By Jack Siebold, MyTown Editor
It looks as if a head-on crash was avoided in the South Dakota Legislature Thursday morning. The House Transportation Committee pulled the Senate version of a texting and driving ban off of the road, sending it to the 41st Legislative Day in an 8-4 vote.
This leaves just the House version chugging down the road. If House Bill 1177 survives a final full Senate vote, it will make texting while driving a secondary offense with a $25 fine. The bill also stops municipalities and counties from enacting their own distracted driver ordinances.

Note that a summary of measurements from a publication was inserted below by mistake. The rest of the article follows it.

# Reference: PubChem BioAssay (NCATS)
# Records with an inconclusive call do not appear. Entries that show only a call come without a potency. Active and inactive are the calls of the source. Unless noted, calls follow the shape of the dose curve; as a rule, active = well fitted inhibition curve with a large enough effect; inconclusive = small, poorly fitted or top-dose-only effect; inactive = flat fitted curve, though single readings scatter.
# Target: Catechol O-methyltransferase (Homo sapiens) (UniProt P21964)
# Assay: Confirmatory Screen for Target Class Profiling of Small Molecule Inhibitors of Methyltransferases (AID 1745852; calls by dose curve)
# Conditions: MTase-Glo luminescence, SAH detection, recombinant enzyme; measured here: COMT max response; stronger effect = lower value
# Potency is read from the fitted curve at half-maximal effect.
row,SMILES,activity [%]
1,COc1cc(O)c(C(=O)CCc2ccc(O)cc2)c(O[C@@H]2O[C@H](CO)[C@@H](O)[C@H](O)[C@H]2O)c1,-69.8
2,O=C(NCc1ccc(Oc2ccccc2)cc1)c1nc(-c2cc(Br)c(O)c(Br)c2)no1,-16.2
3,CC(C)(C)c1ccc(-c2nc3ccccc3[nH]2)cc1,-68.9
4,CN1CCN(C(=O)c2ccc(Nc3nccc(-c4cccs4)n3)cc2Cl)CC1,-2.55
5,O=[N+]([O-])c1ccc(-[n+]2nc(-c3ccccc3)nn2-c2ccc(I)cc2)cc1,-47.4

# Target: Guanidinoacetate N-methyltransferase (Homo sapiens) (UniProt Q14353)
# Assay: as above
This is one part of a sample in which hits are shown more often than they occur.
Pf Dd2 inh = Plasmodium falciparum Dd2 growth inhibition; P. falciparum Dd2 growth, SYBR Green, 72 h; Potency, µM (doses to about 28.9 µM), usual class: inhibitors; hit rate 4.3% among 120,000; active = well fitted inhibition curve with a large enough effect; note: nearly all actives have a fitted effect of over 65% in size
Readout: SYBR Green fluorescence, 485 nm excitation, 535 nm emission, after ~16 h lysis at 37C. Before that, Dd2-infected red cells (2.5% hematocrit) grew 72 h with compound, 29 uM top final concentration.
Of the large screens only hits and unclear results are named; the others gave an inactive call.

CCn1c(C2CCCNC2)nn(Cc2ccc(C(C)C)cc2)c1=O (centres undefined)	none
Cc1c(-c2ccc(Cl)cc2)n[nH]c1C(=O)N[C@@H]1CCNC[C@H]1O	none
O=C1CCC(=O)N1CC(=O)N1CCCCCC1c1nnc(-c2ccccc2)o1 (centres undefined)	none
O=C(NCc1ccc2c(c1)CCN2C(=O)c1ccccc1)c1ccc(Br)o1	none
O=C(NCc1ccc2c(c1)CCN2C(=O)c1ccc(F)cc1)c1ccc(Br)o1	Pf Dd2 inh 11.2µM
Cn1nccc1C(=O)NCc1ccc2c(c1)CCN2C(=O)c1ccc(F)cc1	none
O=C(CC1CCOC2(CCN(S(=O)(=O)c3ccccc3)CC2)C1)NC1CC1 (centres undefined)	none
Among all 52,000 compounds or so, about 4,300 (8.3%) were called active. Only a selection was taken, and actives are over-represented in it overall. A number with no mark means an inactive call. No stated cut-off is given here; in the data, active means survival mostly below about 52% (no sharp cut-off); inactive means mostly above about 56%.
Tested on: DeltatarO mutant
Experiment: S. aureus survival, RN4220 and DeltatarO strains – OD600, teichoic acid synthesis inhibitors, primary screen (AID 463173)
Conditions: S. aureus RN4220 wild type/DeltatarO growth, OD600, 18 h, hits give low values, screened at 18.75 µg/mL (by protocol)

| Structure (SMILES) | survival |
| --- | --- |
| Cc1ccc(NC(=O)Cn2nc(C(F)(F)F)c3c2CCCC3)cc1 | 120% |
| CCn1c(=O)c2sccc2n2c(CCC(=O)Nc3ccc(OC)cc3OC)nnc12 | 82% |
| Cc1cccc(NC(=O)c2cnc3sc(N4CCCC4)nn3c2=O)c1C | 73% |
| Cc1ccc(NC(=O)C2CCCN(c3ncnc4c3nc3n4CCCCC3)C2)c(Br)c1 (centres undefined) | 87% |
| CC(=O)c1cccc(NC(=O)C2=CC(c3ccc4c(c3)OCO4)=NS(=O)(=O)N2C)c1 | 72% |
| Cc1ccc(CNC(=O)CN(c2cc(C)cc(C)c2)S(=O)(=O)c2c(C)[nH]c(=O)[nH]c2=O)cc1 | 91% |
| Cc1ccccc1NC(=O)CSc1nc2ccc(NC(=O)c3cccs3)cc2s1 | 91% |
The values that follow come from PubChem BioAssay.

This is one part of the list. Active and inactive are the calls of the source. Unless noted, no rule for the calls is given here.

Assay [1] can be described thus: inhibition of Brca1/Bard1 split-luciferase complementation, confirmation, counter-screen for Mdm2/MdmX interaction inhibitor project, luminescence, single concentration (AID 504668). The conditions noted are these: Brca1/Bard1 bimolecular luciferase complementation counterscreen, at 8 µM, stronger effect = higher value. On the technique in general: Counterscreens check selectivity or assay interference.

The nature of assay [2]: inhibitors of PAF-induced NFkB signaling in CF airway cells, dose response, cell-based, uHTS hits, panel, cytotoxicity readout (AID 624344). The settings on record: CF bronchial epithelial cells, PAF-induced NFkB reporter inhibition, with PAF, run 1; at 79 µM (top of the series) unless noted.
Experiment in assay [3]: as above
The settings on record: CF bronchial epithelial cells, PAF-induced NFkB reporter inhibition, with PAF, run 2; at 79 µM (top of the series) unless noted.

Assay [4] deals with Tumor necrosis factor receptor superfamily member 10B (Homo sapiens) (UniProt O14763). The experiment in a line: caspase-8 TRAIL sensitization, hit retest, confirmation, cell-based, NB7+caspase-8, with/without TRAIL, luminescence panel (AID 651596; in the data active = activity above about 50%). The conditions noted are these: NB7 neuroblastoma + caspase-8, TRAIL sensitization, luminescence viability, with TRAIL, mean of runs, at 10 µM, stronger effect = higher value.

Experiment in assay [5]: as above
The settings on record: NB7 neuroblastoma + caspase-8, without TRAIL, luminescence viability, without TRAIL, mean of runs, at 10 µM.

The Senate version (Senate Bill 179) would have made the fine $100 and still allowed some local control. Those differences were a problem for committee members, who decided the House bill was the better of the two.
Commercial driver cell phone ban
In a related issue, the committee passed to the floor Senate Bill 13, banning the use of cell phones while driving a commercial vehicle; making it a serious traffic violation
The state has to pass this bill simply because South Dakota needs federal highway funds. The federal government could withhold about $11 million a year in highway funds if South Dakota doesn't comply with federal law. It is the same tactic the federal government used to get states to come in line with federal laws on drinking and driving, seat belts and speed limits.
Representatives were not happy about having their arms twisted but in the end, they know what side of their bread the butter is on, passing the bill on to the floor for a final vote.